Most visitors will thrill to the majestic setting for this stone circle. It’s on a natural plateau that overlooks a valley and is encircled by the Cumbrian hills and mountains. I was lucky to get the first shot with a blue sky: mist soon rolled in and the sky turned overcast.
A military jet zipping through the hills and valleys of this wild, out of the way place for training created interesting juxtapositions: flying vs earthed; motion and dexterity vs weight and mass; man made vs natural; contemporary vs megalithic. Strangely the jet didn’t feel out of place, just a different type of harnessed power. Continue reading “Castlerigg Stone Circle”
The Hopeful Herbalist reminded me today that tending a decent sized garden is time consuming: most large, contemporary gardens are cared for by far fewer gardeners than would have been the case in the past. That’s a real challenge, especially as gardening the right way often takes a little more time. How tempting it must be to cut corners! Continue reading “Protecting plants: careful!”
This poised, piled glass installation was part of a garden art exhibition we visited in a Cotswolds garden. I’ve never seen anything quite like it, before or since. It’s not something I’d fancy having in my own garden, for various reasons, but I’ll never forget how surprising it seemed. Continue reading “Garden Glass: Careful!”
Glasgow is a creative city where artists and musicians will feel at home. These scenes are part of a huge four seasons wildlife design by street artist Smug: if you can spot the parked cars in the squirrel picture, they’ll help give you a sense of the scale. Continue reading “Glasgow Street Art: Ingram Street Car Park”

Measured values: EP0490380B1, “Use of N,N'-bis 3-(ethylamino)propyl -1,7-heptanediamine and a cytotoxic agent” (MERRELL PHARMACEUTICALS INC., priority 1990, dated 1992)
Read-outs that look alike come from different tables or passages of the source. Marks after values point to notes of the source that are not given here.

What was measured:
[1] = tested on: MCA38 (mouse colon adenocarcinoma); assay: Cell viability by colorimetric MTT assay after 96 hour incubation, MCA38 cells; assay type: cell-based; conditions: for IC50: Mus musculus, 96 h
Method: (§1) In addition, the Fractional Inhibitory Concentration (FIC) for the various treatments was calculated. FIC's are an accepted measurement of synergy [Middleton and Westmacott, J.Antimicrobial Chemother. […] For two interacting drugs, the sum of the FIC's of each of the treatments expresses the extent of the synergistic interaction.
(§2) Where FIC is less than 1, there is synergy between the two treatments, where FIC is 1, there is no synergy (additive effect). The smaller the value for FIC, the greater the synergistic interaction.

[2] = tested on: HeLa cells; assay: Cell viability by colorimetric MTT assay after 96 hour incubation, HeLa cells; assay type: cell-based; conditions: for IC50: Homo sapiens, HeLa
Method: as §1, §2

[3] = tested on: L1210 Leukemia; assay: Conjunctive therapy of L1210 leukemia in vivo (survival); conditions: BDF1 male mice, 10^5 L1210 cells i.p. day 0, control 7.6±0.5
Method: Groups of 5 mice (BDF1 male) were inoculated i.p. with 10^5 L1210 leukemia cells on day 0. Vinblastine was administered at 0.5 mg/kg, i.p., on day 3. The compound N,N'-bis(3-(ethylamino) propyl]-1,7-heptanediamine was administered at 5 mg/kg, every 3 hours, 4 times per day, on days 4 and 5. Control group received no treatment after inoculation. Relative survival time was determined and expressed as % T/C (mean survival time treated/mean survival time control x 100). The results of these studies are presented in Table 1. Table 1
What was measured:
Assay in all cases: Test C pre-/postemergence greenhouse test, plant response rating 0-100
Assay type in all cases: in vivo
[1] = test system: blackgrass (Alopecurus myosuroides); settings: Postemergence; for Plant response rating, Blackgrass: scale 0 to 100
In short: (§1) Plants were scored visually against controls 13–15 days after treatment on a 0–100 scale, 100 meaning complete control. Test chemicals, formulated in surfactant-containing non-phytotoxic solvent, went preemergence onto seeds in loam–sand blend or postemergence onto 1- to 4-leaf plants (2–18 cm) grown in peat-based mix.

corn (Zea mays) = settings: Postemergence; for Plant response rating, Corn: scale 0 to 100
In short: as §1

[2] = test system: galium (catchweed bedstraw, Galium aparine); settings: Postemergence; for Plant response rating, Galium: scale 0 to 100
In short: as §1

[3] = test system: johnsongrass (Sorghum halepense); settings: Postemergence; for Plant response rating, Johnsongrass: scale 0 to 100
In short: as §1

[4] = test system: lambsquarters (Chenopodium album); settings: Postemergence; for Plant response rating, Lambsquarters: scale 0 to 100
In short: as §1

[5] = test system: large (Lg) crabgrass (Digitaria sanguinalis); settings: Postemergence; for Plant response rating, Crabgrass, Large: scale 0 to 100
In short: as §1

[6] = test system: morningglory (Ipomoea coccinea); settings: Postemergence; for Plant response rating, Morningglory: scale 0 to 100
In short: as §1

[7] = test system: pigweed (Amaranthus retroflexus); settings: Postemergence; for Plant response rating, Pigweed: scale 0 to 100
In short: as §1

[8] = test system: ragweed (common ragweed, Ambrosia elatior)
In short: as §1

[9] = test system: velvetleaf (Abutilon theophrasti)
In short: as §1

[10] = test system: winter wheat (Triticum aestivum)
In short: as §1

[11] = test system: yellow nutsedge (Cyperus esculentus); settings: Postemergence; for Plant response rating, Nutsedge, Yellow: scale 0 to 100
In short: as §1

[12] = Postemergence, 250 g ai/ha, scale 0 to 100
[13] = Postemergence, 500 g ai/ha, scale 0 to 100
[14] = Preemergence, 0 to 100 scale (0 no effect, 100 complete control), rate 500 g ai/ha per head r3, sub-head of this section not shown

It’s more than a bit late, but I couldn’t resist sharing this picture for the recent photo challenge: boundaries. The crop highlights the expression and the matching colours, but I quite like the full shot too. Let me know if you have a favourite! Continue reading “Boundaries: Rusty”
It may seem unseasonal to post pictures of daffodils in the autumn, but far from it: if you live in the northern hemisphere, this is a great time to plant bulbs for flowers next spring. Meanwhile, the gardens of my Australian blogging buddies seem to be full of life all of a sudden, so I imagine it’s daffodil season there.
Either way, I’d only need the flimsiest of excuses to belatedly share pictures from our visit to Brent and Becky Heath, including some taken in their private garden, trial grounds and growing fields. I’m not a daffodil expert so please don’t ask me for their names!
Continue reading “Brent and Becky’s Bulbs: a private tour”